Campus Units

Animal Science

Document Type


Publication Version

Accepted Manuscript

Publication Date


Journal or Book Title





Unfavorable weather conditions are one of the largest constraints to maximizing farm animal productivity. Heat stress (HS), in particular, compromises almost every metric of profitability and this is especially apparent in the grow-finish and reproductive aspects of the swine industry. Suboptimal production during HS was traditionally thought to result from hypophagia. However, independent of inadequate nutrient consumption, HS affects a plethora of endocrine, physiological, metabolic, circulatory, and immunological variables. Whether these changes are homeorhetic strategies to survive the heat load or are pathological remains unclear, nor is it understood if they temporally occur by coincidence or if they are chronologically causal. However, mounting evidence suggest that the origin of the aforementioned changes lie at the gastrointestinal tract. Heat stress compromises intestinal barrier integrity, and increased appearance of luminal contents in circulation causes local and systemic inflammatory responses. The resulting immune activation is seemingly the epicenter to many, if not most of the negative consequences HS has on reproduction, growth, and lactation. Interestingly, thermoregulatory and production responses to HS are only marginally related. In other words, increased body temperature indices poorly predict decreases in productivity. Further, HS induced malnutrition is also a surprisingly inaccurate predictor of productivity. Thus, selecting animals with a “heat tolerant” phenotype based solely or separately on thermoregulatory capacity or production may not ultimately increase resilience. Describing the physiology and mechanisms that underpin how HS jeopardizes animal performance is critical for developing approaches to ameliorate current production issues and requisite for generating future strategies (genetic, managerial, nutritional, and pharmaceutical) aimed at optimizing animal well-being, and improving the sustainable production of high-quality protein for human consumption.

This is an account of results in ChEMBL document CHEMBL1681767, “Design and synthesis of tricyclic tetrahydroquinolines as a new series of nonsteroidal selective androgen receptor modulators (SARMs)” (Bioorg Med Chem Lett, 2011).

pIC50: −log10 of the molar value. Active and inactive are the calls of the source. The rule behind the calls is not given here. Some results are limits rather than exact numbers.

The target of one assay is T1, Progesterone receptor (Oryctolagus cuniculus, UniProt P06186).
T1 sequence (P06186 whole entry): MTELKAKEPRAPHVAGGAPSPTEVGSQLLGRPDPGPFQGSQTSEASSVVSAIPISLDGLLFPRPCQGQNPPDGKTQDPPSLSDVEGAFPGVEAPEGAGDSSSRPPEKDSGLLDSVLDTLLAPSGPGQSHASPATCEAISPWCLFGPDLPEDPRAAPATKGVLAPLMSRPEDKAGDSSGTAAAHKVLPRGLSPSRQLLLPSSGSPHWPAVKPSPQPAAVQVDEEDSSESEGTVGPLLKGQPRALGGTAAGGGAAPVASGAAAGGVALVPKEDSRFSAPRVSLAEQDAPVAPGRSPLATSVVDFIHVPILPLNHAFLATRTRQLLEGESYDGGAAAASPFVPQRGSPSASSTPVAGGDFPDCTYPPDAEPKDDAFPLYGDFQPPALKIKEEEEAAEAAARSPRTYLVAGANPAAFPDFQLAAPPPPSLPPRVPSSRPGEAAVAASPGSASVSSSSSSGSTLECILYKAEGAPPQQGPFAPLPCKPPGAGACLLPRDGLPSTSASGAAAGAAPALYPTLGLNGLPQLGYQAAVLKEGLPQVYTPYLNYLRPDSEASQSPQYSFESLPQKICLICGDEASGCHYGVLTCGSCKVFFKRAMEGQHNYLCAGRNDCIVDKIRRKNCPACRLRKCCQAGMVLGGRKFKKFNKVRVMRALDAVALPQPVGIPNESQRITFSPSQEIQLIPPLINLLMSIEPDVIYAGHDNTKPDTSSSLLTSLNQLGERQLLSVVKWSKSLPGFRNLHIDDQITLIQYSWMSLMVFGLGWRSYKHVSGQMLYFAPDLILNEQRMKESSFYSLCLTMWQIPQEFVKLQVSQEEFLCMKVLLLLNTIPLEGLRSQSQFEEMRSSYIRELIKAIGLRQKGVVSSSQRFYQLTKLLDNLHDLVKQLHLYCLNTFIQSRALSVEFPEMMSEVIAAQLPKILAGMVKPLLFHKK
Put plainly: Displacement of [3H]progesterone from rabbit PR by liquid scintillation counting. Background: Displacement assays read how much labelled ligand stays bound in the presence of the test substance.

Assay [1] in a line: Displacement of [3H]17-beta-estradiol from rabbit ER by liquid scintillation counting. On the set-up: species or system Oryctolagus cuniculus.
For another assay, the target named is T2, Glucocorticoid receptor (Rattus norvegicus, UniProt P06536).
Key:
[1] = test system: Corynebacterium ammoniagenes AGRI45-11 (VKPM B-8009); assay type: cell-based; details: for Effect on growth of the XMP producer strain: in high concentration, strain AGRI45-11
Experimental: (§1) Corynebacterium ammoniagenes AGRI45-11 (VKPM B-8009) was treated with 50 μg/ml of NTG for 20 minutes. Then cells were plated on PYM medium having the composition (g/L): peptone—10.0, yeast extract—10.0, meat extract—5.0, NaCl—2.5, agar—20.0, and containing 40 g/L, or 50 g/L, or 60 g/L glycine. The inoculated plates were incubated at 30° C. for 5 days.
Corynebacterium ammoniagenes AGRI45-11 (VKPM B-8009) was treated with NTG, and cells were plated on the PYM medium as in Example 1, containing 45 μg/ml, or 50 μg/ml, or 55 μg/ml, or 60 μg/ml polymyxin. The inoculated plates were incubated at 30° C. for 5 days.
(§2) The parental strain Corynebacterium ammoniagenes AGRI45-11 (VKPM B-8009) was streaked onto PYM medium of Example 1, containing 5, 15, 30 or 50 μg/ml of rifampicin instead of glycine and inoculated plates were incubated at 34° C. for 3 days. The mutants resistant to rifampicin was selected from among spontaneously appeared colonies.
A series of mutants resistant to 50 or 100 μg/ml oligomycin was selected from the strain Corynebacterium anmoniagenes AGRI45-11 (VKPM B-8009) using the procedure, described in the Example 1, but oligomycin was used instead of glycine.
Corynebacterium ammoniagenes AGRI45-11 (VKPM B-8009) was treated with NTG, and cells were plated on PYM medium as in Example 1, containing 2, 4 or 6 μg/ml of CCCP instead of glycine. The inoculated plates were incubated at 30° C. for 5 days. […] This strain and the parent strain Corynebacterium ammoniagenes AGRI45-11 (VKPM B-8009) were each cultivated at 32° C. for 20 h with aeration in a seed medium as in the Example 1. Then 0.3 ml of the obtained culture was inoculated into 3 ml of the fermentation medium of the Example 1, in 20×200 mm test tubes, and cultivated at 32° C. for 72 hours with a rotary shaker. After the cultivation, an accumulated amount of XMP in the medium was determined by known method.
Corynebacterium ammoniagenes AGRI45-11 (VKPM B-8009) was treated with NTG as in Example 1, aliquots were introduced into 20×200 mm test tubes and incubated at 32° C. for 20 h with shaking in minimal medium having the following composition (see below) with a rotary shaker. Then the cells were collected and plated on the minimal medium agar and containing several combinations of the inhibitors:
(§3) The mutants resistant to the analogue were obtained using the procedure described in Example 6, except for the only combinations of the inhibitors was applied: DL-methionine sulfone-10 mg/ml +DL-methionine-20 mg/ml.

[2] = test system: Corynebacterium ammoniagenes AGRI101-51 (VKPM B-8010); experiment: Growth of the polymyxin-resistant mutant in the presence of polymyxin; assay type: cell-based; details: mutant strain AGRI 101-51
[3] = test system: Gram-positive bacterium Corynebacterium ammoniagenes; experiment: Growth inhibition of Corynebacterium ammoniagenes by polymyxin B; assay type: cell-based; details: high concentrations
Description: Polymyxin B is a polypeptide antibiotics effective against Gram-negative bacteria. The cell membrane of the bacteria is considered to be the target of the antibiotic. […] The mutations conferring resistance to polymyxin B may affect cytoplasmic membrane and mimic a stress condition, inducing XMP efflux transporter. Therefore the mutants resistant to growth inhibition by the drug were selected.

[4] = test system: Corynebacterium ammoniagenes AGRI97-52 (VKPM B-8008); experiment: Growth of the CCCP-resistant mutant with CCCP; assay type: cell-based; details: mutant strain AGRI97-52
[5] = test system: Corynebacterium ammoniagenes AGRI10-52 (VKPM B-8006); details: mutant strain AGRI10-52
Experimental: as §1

This is a manuscript of an article published as Mayorga, E. J., J. W. Ross, A. F. Keating, R. P. Rhoads, and L. H. Baumgard. "Biology of heat stress; the nexus between intestinal hyperpermeability and swine reproduction." Theriogenology (2020). doi: 10.1016/j.theriogenology.2020.05.023.

Copyright Owner

Elsevier Inc.



File Format


Published Version